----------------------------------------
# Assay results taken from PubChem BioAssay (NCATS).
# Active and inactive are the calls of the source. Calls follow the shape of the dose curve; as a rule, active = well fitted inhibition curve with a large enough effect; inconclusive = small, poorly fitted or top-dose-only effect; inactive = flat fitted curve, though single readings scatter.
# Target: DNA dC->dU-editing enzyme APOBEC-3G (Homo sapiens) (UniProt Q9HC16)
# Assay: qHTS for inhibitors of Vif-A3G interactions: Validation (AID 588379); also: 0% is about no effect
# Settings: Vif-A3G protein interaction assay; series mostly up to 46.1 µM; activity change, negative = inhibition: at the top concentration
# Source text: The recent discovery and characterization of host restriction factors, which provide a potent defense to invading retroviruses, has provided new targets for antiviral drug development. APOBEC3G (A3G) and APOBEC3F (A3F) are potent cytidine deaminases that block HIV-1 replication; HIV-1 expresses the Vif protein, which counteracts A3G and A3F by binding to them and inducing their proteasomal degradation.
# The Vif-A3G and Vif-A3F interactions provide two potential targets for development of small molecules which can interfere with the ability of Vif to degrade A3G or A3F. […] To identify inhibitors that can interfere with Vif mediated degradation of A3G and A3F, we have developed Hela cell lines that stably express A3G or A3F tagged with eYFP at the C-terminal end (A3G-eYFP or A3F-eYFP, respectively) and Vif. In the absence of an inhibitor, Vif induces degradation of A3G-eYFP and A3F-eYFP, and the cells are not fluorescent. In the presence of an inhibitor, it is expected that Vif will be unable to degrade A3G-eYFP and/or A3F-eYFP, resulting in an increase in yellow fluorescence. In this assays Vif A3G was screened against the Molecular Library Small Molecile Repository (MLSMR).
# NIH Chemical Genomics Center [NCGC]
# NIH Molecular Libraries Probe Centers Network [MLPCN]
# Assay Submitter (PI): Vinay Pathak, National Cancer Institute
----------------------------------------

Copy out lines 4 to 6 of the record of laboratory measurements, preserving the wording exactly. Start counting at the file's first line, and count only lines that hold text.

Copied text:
# Assay: qHTS for inhibitors of Vif-A3G interactions: Validation (AID 588379); also: 0% is about no effect
# Settings: Vif-A3G protein interaction assay; series mostly up to 46.1 µM; activity change, negative = inhibition: at the top concentration
# Source text: The recent discovery and characterization of host restriction factors, which provide a potent defense to invading retroviruses, has provided new targets for antiviral drug development. APOBEC3G (A3G) and APOBEC3F (A3F) are potent cytidine deaminases that block HIV-1 replication; HIV-1 expresses the Vif protein, which counteracts A3G and A3F by binding to them and inducing their proteasomal degradation.